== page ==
In your video with Medhurst and Jones, you all talk about the upper/middle class horror of the 1970s. As you say, revisionist accounts of the 1970s like Medhurst’s That Option No Longer Exists and Andy Beckett’s When The Lights Went Out ‘invite speculation’, even if they’re not themselves counterfactual. But there’s something really weird in all this. In the same conversation you quote Sarah Vine imagining the Red Army raiding her home if Ed Miliband won the 2015 election, a ‘hysterical’ response to extremely mild, mainstream European centre-leftism, which you root in mortal terror at the ‘nearly’ of the 1970s. Obviously this performative horror became almost a national sport during Corbynism. Why do you think this fear of the 1970s persists so much?
It’s Hayek’s endless, baleful influence on the Anglo-American right, I think, The Road To Serfdom and a hyper-attenuated slippery-slope mindset. Yes, Ed Miliband seems utterly innocuous, no doubt he’s even well-meaning BUT any attempt to bend the economy leftward will result in an inevitable chain of events by which we all end up in the Gulag with Paul Cockshott lording over us, a fate the Sainted Margaret narrowly rescued us from in 1979. I think it’s also a form of hysterical projection. Vine, Gove, et al are, let’s be frank, reprehensible, morally odious, utterly self-serving people, and they understand that they have acted in ways for which they should be held to account. The slightest hint that they may be judged or even appraised critically triggers these kinds of waves of horror and catastrophism. It’s so disproportionate that I can only assume that it’s a kind of fevered spasm of bad conscience.
In the same dialogue you suggest that the dystopia in Resolution Way was partly inspired by reading the notorious Tory anthology Britannia Unchained. How much worse do you think things can now get?
When I was writing Resolution Way, which is pretty much the Britain at least implicitly laid out in Britannia Unchained I didn’t anticipate the racism and nationalism to come, I have to say. In that respect, especially in combination with increased migration due to climate change, I think things can get much worse. A fully armed Fortress Britain with the population internally immiserated through low-wage work and the roll-back of services through privatisation and austerity but ‘kept safe’ from the foreigners and given daily doses of Heritage gruel from a Union Jack slop-pot seems perfectly viable (in fact I’m writing something that explores this likely trajectory at the moment). A Road to Serfdom indeed. If there’s an attempt to prevent Scotland from becoming independent, virtually a certainty now I’d have thought, then things will get extremely ugly.
To anticipate your next question somewhat, Corbynism, compromised, improvised, incoherent as it might have been was an attempt to drive us onto a different path. I think we could all see what was coming and tried to draw a line in the sand then heave reality onto another track, an attempt to engineer a parallel universe of our own, call a different future into being.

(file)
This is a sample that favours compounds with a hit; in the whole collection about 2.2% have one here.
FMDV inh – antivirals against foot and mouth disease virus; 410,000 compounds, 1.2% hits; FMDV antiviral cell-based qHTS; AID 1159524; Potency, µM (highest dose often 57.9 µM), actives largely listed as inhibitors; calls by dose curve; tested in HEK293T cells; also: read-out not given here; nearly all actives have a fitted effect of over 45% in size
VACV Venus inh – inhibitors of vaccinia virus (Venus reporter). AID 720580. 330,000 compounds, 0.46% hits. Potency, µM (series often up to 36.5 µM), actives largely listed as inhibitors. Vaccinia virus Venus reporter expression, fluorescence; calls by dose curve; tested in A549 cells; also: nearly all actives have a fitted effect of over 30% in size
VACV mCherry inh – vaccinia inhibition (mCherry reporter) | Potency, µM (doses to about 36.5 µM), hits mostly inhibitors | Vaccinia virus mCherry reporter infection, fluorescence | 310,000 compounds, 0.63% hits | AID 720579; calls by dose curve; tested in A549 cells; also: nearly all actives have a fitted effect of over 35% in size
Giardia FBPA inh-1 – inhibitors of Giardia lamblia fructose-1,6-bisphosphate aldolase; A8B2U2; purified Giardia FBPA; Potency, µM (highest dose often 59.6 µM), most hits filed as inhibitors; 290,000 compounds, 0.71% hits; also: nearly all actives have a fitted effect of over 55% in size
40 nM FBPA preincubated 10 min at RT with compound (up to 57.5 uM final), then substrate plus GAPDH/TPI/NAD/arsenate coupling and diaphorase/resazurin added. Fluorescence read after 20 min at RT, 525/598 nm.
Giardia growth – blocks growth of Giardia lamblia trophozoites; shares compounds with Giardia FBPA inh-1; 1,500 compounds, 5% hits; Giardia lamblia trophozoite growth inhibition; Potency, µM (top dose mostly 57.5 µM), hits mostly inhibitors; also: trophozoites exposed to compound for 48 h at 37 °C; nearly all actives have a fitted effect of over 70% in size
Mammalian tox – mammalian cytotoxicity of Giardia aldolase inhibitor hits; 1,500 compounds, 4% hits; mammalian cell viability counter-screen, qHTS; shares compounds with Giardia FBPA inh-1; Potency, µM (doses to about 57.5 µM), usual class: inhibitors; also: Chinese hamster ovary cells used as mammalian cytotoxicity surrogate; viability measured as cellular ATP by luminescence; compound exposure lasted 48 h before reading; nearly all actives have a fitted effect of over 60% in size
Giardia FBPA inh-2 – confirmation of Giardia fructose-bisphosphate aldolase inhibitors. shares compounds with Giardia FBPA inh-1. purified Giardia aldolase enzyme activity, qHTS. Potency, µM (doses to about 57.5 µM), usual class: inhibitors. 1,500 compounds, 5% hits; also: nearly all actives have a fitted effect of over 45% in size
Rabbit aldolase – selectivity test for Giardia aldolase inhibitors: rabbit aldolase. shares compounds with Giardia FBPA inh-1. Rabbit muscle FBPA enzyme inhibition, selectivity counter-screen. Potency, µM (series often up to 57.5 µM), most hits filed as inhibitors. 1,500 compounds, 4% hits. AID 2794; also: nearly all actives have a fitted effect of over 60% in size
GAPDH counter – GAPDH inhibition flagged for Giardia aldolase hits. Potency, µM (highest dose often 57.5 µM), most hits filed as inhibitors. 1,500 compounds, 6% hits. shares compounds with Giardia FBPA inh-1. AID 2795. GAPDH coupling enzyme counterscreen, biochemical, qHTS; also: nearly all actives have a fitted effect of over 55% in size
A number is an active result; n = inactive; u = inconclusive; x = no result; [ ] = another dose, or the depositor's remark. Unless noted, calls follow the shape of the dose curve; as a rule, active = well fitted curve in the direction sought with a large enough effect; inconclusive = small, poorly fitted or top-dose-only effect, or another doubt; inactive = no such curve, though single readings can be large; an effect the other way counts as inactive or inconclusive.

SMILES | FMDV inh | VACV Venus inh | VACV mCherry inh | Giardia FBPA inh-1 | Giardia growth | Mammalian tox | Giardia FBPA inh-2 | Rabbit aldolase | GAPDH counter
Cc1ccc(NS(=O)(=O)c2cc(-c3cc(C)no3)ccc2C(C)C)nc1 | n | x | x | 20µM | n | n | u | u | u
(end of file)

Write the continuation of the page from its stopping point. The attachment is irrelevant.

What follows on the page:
But here we are.
The other two conversations are very lively, so I was very struck by the way in which, in comparison, the ‘maps of utopia’ conversation with Rhian and Alex quite quickly got bogged down in the recent crushing defeat of the British left. A lot of the things being presented as ‘utopian’ in that conversation – decentralised regions, autonomous cities, extant social housing, an industrial policy—are just basic mixed economy normality in, say, the Federal Republic of Germany. Do you think there’s any chance that the defeat of the electoral, by-the-rules, ‘they go low we go high’ project of Corbynism (crushed of course by the most vicious, unscrupulous means) opens a space for something resembling the much more aggressive and genuinely ‘world-transforming’ British socialist movement described in your alternative history?
Well, as I said, I think it’s going to get ugly. The causes of Corbynism haven’t gone away and that energy, which was channelled in a fairly unconventional way into the conventional route of Parliamentary politics isn’t going away either, In fact it’s just going to mount and circulate in new ways now we have that Covid recession impending too.
Ultimately you just aren’t going to get anywhere without being as unscrupulous as your opponents. They go low, you go lower. If you have no taste for moral compromise or getting your hands dirty then you won’t be able to shape the world, but in doing so you will be confronted by your own limits and pushed out into dark territory. The young are increasingly militant and the young generally are the ones with least interest in the current settlement and are at an age when you are both most nihilistic and most Utopian, so that will drive things I would think. I suppose one of the questions underlying Eminent Domain really is how serious are we about change and what will that commitment demand of you? If you think capitalism is in the process of extinguishing all life on earth what are you not allowed to do to prevent that? Are you prepared to shoot people and if so how many? Are you prepared to throw your life into—and possibly away on—this commitment?
I’m personally not prepared to shoot anyone, nor encourage anyone else to do so; that’s partly ethical, partly temperamental. I don’t have the guts for it and other than shaping ‘the discourse’ in some incredibly minor ways I will live and die in a world fundamentally made by others. That’s probably why I write—the real world, politics in all its grim awfulness, is too real for me, but in between the pages of a book I can shape and dispose of things as I choose. But ultimately we need to find some form of modus vivendi unless we really are going to try patchworks, sea steading or indeed The Partition with all the disruption, at best, that these things entail. Whether the nation state in the age of the internet and with some of the zero-sum games that are in play (say, the housing market in the UK) can still be the space within which that modus vivendi can take root remains to be seen.